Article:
The prime rib or chicken dinner starts at 5 p.m. Tickets are $20.
The Second Continental Congress resolved on Nov. 10, 1775 to raise two battalions of Continental Marines.
This is how the United States Marine Corps came into being.
When Marines graduate from boot camp (basic training), there are many traditions that we are charged to pass along and celebrate amongst our ranks. And because we never lose the title of Marine (there’s no such thing as an “ex-Marine”), these traditions continue no matter where we are or how old we become.
We are always Marines. Nov 10 is celebrated as if it was our own individual birthday, wishing each other a happy birthday in eager unison.
The Marine Corps Birthday Ball is a chance for Marines to celebrate these traditions together, reinforcing our traditions and celebrating “esprit de corps.”
No matter how formal or informal we celebrate, there are a few things that tradition mandates:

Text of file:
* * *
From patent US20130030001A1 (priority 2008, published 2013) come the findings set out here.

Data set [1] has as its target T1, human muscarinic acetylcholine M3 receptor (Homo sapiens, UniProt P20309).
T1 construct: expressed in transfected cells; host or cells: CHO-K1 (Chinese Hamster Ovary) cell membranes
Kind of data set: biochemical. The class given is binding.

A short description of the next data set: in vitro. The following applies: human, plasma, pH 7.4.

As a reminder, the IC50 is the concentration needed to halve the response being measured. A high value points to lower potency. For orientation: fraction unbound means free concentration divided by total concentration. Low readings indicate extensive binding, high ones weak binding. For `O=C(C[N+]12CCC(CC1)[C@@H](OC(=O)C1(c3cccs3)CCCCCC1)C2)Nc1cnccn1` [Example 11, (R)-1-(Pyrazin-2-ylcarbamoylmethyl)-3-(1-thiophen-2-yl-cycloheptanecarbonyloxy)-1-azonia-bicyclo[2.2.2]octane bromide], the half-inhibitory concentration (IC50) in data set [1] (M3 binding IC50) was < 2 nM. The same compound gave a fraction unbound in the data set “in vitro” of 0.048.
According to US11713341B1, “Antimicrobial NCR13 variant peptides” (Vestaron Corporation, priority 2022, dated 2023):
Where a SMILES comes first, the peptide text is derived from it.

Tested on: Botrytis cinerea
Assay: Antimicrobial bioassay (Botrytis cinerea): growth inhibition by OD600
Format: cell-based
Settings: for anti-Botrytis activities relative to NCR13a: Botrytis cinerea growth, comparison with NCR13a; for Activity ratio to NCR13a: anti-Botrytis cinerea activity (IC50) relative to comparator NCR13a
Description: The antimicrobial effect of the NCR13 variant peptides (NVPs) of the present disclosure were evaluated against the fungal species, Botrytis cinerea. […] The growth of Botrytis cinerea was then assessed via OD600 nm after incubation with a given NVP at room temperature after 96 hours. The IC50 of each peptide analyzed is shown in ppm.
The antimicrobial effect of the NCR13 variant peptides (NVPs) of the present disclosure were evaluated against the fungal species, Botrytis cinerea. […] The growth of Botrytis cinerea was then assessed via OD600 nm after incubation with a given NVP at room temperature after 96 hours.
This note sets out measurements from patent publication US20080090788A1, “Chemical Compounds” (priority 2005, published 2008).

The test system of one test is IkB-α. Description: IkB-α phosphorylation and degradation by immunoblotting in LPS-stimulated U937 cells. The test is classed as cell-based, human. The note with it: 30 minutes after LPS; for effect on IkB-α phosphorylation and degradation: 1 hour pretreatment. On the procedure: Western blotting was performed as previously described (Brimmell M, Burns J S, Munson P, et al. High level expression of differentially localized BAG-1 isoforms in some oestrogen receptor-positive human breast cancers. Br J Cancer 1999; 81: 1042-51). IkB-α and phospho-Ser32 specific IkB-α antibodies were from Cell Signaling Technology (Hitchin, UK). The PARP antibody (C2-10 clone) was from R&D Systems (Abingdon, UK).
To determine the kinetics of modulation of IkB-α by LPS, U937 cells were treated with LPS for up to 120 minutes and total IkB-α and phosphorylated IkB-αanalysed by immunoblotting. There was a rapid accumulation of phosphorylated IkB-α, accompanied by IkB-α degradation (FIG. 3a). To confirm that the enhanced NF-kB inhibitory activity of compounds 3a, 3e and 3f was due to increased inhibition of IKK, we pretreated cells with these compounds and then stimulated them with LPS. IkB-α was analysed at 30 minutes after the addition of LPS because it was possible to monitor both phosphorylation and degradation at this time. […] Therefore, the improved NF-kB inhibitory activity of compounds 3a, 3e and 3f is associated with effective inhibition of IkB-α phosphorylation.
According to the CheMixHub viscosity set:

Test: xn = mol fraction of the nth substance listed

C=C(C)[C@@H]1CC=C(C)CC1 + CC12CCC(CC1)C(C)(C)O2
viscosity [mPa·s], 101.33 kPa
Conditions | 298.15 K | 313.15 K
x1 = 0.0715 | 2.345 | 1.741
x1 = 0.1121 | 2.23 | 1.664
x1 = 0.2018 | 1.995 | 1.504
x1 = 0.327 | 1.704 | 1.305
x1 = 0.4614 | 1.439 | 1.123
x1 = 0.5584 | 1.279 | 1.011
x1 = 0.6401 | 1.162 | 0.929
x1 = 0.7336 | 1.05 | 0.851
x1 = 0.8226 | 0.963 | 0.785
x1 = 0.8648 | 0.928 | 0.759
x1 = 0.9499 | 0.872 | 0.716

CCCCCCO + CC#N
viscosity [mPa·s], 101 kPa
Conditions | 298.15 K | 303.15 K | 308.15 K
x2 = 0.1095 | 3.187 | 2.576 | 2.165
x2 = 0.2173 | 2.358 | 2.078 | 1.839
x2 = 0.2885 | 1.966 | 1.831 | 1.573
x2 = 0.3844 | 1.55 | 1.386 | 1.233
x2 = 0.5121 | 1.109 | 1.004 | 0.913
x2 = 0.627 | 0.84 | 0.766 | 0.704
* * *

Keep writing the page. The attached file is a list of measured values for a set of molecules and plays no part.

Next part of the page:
• Reading of the 13th Commandant General
• John A. Lejeune’s birthday message
• Cutting of the birthday cake
The first piece is presented to the guest of honor. The second is presented to the oldest Marine present, who in turn passes it to the youngest Marine present. The third piece then is given to the dldest to keep.
There are toasts given to our past and our future throughout the evening and it’s not unusual for the room to erupt in the singing of the Marine’s hymn.
If anyone wants to learn more about Marines, our traditions or to join the Marine Corps League, please contact me at 419-366-9229 or email me shaw[email protected]
Happy birthday to all of our Marines.
Commandant, Elton E Mackin Det No. 837 Marine Corps League